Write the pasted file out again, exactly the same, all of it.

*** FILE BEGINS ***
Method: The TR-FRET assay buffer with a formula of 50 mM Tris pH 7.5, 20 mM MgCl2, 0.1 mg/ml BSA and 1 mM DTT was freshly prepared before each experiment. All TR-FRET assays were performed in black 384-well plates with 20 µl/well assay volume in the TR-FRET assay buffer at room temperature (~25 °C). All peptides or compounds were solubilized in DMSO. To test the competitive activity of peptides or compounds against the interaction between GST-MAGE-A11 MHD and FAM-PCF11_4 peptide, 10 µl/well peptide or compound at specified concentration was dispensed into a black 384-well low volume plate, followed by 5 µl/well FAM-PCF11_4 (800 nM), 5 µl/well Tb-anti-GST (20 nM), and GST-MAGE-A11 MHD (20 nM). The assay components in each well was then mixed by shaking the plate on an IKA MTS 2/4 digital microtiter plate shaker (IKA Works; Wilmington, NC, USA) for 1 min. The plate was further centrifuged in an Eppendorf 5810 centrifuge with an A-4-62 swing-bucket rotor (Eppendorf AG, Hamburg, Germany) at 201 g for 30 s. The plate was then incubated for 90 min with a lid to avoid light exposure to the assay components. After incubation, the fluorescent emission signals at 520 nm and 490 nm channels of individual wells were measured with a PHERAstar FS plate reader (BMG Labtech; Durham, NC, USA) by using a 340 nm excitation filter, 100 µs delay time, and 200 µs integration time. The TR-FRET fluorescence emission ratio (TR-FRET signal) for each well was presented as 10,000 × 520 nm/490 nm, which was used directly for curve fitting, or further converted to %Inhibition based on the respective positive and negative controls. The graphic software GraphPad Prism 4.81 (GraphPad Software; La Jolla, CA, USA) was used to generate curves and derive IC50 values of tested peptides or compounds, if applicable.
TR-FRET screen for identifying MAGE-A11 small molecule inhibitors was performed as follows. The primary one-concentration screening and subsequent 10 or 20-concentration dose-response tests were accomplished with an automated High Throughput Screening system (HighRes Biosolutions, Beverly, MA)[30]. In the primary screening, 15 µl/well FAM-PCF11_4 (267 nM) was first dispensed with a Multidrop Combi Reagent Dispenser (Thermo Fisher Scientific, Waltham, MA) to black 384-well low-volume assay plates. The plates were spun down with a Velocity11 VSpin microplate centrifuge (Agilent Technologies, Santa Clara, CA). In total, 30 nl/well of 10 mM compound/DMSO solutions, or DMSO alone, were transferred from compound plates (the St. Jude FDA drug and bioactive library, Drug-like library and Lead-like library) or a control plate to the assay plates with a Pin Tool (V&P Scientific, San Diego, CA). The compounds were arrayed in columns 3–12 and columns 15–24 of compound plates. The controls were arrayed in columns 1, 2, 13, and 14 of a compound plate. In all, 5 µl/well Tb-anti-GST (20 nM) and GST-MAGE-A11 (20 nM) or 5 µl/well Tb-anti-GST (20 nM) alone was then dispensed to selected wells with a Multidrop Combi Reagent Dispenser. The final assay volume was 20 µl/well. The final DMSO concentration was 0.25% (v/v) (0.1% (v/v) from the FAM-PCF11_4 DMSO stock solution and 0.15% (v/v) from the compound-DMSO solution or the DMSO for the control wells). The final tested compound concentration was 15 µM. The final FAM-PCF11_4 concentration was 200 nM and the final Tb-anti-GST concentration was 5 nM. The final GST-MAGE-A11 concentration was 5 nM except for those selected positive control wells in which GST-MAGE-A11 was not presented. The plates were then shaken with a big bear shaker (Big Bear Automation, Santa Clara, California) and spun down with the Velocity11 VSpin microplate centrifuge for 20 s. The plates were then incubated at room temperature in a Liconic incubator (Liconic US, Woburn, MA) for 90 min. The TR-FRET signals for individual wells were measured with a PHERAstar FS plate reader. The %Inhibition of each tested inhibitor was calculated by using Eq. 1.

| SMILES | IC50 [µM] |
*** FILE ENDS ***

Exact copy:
Method: The TR-FRET assay buffer with a formula of 50 mM Tris pH 7.5, 20 mM MgCl2, 0.1 mg/ml BSA and 1 mM DTT was freshly prepared before each experiment. All TR-FRET assays were performed in black 384-well plates with 20 µl/well assay volume in the TR-FRET assay buffer at room temperature (~25 °C). All peptides or compounds were solubilized in DMSO. To test the competitive activity of peptides or compounds against the interaction between GST-MAGE-A11 MHD and FAM-PCF11_4 peptide, 10 µl/well peptide or compound at specified concentration was dispensed into a black 384-well low volume plate, followed by 5 µl/well FAM-PCF11_4 (800 nM), 5 µl/well Tb-anti-GST (20 nM), and GST-MAGE-A11 MHD (20 nM). The assay components in each well was then mixed by shaking the plate on an IKA MTS 2/4 digital microtiter plate shaker (IKA Works; Wilmington, NC, USA) for 1 min. The plate was further centrifuged in an Eppendorf 5810 centrifuge with an A-4-62 swing-bucket rotor (Eppendorf AG, Hamburg, Germany) at 201 g for 30 s. The plate was then incubated for 90 min with a lid to avoid light exposure to the assay components. After incubation, the fluorescent emission signals at 520 nm and 490 nm channels of individual wells were measured with a PHERAstar FS plate reader (BMG Labtech; Durham, NC, USA) by using a 340 nm excitation filter, 100 µs delay time, and 200 µs integration time. The TR-FRET fluorescence emission ratio (TR-FRET signal) for each well was presented as 10,000 × 520 nm/490 nm, which was used directly for curve fitting, or further converted to %Inhibition based on the respective positive and negative controls. The graphic software GraphPad Prism 4.81 (GraphPad Software; La Jolla, CA, USA) was used to generate curves and derive IC50 values of tested peptides or compounds, if applicable.
TR-FRET screen for identifying MAGE-A11 small molecule inhibitors was performed as follows. The primary one-concentration screening and subsequent 10 or 20-concentration dose-response tests were accomplished with an automated High Throughput Screening system (HighRes Biosolutions, Beverly, MA)[30]. In the primary screening, 15 µl/well FAM-PCF11_4 (267 nM) was first dispensed with a Multidrop Combi Reagent Dispenser (Thermo Fisher Scientific, Waltham, MA) to black 384-well low-volume assay plates. The plates were spun down with a Velocity11 VSpin microplate centrifuge (Agilent Technologies, Santa Clara, CA). In total, 30 nl/well of 10 mM compound/DMSO solutions, or DMSO alone, were transferred from compound plates (the St. Jude FDA drug and bioactive library, Drug-like library and Lead-like library) or a control plate to the assay plates with a Pin Tool (V&P Scientific, San Diego, CA). The compounds were arrayed in columns 3–12 and columns 15–24 of compound plates. The controls were arrayed in columns 1, 2, 13, and 14 of a compound plate. In all, 5 µl/well Tb-anti-GST (20 nM) and GST-MAGE-A11 (20 nM) or 5 µl/well Tb-anti-GST (20 nM) alone was then dispensed to selected wells with a Multidrop Combi Reagent Dispenser. The final assay volume was 20 µl/well. The final DMSO concentration was 0.25% (v/v) (0.1% (v/v) from the FAM-PCF11_4 DMSO stock solution and 0.15% (v/v) from the compound-DMSO solution or the DMSO for the control wells). The final tested compound concentration was 15 µM. The final FAM-PCF11_4 concentration was 200 nM and the final Tb-anti-GST concentration was 5 nM. The final GST-MAGE-A11 concentration was 5 nM except for those selected positive control wells in which GST-MAGE-A11 was not presented. The plates were then shaken with a big bear shaker (Big Bear Automation, Santa Clara, California) and spun down with the Velocity11 VSpin microplate centrifuge for 20 s. The plates were then incubated at room temperature in a Liconic incubator (Liconic US, Woburn, MA) for 90 min. The TR-FRET signals for individual wells were measured with a PHERAstar FS plate reader. The %Inhibition of each tested inhibitor was calculated by using Eq. 1.

| SMILES | IC50 [µM] |